89% of patients have been experiencing CLBP for1 year or more, with more than half (57%) experiencing it for more than 5 years. 89% 1 year or more vs 57% more than 5 years.

The Know Your Back Story campaign, a national public health awareness campaign, educates and encourages millions of people with CLBP to learn more about their “back story” and encourages providers to educate patients about LSS and the enlarged ligament that may be the source of this pain.

If your patients are seeking answers for chronic low back pain, they may benefit from the mild® Procedure as a first course of treatment. By referring patients to a local interventional pain management physician, you can help get them on the path to lasting relief.

Learn more about Mild.

Access more resources about the Know Your Back Story Campaign and the Mobility Matters Poll

Background information, logos, and supporting research

Branding Assets

KYBS Logo - Enlarged Ligament

Information and assets about Vertos Medical and the mild® Procedure

Leadership Bios

Offering decades of experience and expertise in the healthcare field, our team continues to advance minimally invasive technologies to help the millions of patients suffering from LSS return to a better quality of life.

Logos

Please reach out if you have questions or need further assistance in utilizing these resources.

The American Society of Pain and Neuroscience (ASPN) identified an educational need for guidance on the prudent use of the innovative minimally invasive surgical therapies for the treatment of symptomatic LSS. The executive board nominated experts spanning anesthesiology, physiatry, orthopedic surgery, and neurosurgery based on expertise, publications, research, diversity and field of practice. Evidence was reviewed, graded using the United States Preventive Services Task Force (USPSTF) criteria for evidence and recommendation strength and grade, and expert opinion was added to make consensus points for best practice. ASPN created a guidance for best practice for minimally invasive surgical treatment of symptomatic spinal stenosis. Consensus Point 6: PILD should be considered for the treatment of mild-to-moderate LSS in the presence of NC, with less than or equal to a grade 2 spondylolisthesis, and with a contribution of spinal narrowing with at least 2.5 mm of LFH. Grade A; Level of certainty high; Level of evidence 1-A.

Vertos Medical is sponsoring a national health awareness campaign to increase education around lumbar spinal stenosis and the enlarged ligament as a major cause of low back and leg pain. Let’s work together to inform your community about the mild® Procedure and what your practice has to offer.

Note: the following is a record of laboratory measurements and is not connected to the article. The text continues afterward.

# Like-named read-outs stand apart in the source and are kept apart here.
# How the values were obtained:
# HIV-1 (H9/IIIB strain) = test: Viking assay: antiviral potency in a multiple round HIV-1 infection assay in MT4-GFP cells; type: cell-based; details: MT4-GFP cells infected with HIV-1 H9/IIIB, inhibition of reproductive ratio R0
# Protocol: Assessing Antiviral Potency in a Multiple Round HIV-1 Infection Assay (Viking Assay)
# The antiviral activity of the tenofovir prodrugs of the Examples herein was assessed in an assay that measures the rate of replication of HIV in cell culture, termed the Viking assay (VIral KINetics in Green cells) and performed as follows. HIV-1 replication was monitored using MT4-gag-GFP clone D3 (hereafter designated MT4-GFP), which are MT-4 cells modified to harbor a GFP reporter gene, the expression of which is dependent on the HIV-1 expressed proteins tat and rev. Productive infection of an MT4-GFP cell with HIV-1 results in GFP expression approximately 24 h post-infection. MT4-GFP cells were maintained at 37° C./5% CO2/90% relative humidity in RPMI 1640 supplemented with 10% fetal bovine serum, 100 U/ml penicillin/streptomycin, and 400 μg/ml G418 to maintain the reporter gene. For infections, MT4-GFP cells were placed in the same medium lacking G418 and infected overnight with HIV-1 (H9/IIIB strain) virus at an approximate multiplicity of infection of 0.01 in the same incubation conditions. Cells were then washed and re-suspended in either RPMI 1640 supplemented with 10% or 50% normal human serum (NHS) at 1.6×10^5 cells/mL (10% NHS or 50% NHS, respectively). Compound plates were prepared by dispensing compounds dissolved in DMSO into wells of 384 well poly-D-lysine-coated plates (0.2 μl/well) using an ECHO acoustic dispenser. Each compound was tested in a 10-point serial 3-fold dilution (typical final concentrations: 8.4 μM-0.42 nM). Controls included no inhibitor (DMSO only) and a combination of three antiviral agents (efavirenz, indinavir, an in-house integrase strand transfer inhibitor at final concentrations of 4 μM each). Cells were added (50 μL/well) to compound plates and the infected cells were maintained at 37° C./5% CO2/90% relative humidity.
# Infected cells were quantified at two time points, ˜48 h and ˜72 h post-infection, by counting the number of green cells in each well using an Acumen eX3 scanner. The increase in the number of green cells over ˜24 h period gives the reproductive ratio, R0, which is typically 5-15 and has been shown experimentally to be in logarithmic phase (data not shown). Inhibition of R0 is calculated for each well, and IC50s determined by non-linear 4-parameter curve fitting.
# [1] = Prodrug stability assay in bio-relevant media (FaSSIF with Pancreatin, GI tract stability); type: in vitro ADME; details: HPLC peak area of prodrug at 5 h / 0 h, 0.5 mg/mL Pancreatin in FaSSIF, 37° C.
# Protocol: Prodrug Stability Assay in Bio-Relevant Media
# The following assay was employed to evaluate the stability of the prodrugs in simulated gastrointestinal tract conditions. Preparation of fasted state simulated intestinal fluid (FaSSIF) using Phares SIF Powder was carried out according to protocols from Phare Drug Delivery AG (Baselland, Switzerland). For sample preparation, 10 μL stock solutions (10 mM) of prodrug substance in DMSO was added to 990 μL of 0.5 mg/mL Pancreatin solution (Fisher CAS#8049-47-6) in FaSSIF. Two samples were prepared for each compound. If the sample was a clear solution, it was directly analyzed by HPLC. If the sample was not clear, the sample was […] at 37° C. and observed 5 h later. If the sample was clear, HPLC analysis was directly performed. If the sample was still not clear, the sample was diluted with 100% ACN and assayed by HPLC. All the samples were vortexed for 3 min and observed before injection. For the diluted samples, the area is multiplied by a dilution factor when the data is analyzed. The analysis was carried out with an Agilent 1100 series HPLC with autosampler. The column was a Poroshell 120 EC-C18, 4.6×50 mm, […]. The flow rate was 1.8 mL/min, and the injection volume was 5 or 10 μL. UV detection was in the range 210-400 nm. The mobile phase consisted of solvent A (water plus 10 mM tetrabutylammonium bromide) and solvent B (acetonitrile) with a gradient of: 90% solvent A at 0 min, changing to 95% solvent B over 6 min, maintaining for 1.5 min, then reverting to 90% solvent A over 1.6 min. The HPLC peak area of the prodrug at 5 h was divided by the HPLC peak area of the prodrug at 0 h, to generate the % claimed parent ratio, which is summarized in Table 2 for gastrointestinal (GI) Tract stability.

Use these resources and assets you need to raise awareness among your provider team, patients, social media followers, and referring healthcare professionals.

Connect with us: Stay up-to-date with the latest information on the campaign and tag us in your posts! Lead people to KnowYourBackStory.com to learn more!

Social Media Templates

Incorporate these ready-to-use social media templates into your feed. Include hashtags: #KnowYourBackStory #LetsGetMoving #EnlargedLigament #mildprocedure #NationalHealthAwarenessCampaign #LookForTheLigament #PainMedicine #MOVE2mild #lumbarspinalstenosis #lss.

Host & Invite Your Colleagues & Referring Practices to an Event

JOIN US for a fun, interactive, educational experience designed to help you learn about your patients’ back story. Let’s discuss the advancements in the Interventional Pain Specialty & what is available to help your low back & leg pain patients—like the mild® Procedure.

[ENTER DATE]
[ENTER LOCATION]

Learn more at knowyourbackstory.com & message me if you would like to join!

Invite Your Patients to an Event

JOIN US for a fun, interactive, educational experience designed to help you learn about your own back story. Speak to our staff, hear from others who have found relief from low back & leg pain, & find out if the mild® Procedure could be right for you.

[ENTER DATE & TIME]
[ENTER LOCATION]

Learn more at knowyourbackstory.com & let our office know if you would like to join [ENTER PHONE]!

Are pain and limited mobility part of your “back story”?

Find out if an enlarged ligament is causing your low back and leg pain and learn about your treatment options at knowyourbackstory.com.

Let us help you rewrite your back story. Learn more at knowyourbackstory.com and contact [PRACTICE] at [PHONE NUMBER] or [WEBSITE] today.

Don’t write off chronic low back and leg pain.

Pain, heaviness, and tingling in the low back and legs may be signs of an enlarged ligament compressing spinal nerves.

Learn about treatment options like the Mild Procedure and hear real stories from real patients who have found lasting relief and began their next chapter at knowyourbackstory.com.